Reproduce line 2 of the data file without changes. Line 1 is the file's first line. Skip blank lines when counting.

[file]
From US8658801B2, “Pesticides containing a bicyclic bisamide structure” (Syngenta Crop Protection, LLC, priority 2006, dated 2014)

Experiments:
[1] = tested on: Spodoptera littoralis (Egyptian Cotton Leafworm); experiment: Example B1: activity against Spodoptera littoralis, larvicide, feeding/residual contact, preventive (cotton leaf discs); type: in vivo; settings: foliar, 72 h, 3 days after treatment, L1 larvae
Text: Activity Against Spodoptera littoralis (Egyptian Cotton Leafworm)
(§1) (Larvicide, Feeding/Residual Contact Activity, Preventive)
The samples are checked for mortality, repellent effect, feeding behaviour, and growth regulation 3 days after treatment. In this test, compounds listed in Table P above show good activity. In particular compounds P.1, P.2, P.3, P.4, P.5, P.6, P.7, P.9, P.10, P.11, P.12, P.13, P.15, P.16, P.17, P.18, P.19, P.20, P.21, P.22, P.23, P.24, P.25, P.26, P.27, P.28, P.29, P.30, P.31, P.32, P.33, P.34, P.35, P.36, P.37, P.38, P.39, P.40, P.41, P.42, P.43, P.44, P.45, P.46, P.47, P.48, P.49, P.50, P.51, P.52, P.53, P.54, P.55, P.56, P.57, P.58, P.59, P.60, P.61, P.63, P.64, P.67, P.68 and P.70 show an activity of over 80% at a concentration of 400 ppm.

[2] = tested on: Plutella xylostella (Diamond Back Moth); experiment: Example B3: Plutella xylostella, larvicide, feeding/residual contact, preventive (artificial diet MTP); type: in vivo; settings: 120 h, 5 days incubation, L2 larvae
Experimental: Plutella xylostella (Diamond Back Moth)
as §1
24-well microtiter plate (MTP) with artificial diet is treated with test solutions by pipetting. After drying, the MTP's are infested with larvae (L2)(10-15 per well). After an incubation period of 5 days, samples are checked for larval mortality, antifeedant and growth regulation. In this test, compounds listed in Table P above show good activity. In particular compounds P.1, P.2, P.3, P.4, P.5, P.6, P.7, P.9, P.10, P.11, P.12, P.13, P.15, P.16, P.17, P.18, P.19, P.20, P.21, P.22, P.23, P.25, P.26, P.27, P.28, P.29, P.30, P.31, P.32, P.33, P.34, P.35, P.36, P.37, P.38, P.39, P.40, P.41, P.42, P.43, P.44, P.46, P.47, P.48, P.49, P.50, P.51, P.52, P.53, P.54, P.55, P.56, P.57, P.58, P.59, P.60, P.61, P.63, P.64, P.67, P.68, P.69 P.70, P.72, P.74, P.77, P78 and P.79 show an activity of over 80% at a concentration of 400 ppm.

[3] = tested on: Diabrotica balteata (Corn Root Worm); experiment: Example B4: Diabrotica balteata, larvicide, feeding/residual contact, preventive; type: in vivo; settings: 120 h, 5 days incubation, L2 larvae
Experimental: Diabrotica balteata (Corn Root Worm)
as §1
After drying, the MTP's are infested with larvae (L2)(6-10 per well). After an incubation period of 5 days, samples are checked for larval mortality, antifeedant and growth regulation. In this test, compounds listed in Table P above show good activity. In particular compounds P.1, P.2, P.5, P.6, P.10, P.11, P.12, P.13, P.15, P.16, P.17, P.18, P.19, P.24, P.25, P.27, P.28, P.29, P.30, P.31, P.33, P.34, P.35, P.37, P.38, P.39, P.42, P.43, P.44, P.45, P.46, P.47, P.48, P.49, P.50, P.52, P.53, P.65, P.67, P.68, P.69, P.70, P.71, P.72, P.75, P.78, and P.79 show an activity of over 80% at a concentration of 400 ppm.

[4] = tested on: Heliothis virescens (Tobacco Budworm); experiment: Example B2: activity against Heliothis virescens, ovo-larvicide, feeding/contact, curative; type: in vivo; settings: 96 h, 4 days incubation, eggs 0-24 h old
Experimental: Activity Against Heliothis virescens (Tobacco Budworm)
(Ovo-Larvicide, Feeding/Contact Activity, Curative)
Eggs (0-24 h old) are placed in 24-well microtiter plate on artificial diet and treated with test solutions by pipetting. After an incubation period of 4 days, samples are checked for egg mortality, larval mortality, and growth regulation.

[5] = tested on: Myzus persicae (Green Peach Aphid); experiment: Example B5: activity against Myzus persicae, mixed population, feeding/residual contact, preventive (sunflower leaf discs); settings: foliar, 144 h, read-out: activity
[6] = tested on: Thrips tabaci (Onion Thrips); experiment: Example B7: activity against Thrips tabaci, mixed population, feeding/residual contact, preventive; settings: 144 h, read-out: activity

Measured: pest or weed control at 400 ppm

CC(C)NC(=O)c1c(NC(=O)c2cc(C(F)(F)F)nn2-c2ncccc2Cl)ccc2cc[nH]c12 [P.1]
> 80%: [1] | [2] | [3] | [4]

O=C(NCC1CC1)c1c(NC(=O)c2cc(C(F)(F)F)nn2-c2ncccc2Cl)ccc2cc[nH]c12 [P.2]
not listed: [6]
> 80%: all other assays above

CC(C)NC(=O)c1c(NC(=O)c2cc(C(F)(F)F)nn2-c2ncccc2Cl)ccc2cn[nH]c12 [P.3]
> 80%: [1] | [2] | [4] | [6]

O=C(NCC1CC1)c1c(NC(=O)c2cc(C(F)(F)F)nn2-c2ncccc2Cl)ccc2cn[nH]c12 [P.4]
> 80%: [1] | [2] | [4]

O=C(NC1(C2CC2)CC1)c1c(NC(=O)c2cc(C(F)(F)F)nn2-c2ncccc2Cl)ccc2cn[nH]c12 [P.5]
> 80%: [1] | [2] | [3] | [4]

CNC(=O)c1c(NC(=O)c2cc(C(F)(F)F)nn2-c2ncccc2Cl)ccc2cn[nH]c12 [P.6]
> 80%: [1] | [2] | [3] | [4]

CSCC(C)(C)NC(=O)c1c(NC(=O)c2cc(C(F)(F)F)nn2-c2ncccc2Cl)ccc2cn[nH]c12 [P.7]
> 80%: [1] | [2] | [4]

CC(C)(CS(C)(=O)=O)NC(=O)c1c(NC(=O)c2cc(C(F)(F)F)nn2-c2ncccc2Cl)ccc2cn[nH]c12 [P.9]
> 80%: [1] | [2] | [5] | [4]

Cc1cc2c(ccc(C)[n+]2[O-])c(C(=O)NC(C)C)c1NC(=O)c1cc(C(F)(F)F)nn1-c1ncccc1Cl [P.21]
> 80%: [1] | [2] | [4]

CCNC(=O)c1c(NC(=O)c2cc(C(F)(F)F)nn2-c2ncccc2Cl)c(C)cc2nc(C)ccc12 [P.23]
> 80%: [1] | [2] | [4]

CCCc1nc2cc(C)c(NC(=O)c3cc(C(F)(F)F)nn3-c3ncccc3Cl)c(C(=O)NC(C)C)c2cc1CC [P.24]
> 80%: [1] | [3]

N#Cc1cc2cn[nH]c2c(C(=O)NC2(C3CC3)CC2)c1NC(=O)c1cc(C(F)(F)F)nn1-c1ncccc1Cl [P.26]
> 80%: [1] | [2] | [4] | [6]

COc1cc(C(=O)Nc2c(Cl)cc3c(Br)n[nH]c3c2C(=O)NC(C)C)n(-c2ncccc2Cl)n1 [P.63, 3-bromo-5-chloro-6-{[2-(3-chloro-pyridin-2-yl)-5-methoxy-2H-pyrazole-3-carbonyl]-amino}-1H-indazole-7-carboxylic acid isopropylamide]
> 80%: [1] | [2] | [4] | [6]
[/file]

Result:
Experiments: